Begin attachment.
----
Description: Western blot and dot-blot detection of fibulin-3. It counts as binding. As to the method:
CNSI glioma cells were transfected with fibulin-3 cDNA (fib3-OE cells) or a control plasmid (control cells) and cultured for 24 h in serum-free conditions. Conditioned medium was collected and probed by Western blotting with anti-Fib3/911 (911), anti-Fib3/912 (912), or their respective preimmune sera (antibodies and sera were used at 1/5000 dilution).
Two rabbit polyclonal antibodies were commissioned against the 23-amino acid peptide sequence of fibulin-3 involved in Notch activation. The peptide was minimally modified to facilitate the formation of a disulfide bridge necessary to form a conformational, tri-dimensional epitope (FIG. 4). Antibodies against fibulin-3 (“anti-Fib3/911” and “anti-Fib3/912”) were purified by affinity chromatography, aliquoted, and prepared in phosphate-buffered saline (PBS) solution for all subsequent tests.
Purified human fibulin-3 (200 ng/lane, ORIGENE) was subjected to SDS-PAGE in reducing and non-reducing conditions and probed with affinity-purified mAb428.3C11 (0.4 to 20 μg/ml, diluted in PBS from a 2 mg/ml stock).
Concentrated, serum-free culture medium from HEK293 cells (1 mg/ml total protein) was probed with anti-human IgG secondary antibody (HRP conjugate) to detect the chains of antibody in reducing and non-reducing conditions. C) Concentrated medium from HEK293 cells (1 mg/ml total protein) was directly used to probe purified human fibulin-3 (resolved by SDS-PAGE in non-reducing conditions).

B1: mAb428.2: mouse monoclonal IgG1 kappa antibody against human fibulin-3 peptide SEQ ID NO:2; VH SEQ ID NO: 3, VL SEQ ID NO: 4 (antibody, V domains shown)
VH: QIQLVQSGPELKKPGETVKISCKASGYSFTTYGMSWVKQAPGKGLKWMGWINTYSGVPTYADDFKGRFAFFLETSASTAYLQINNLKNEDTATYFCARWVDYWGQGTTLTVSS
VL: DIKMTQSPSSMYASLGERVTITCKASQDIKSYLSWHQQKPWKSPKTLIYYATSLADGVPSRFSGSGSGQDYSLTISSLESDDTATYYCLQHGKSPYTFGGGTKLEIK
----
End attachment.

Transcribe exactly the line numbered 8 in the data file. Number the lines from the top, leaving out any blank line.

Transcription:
VL: DIKMTQSPSSMYASLGERVTITCKASQDIKSYLSWHQQKPWKSPKTLIYYATSLADGVPSRFSGSGSGQDYSLTISSLESDDTATYYCLQHGKSPYTFGGGTKLEIK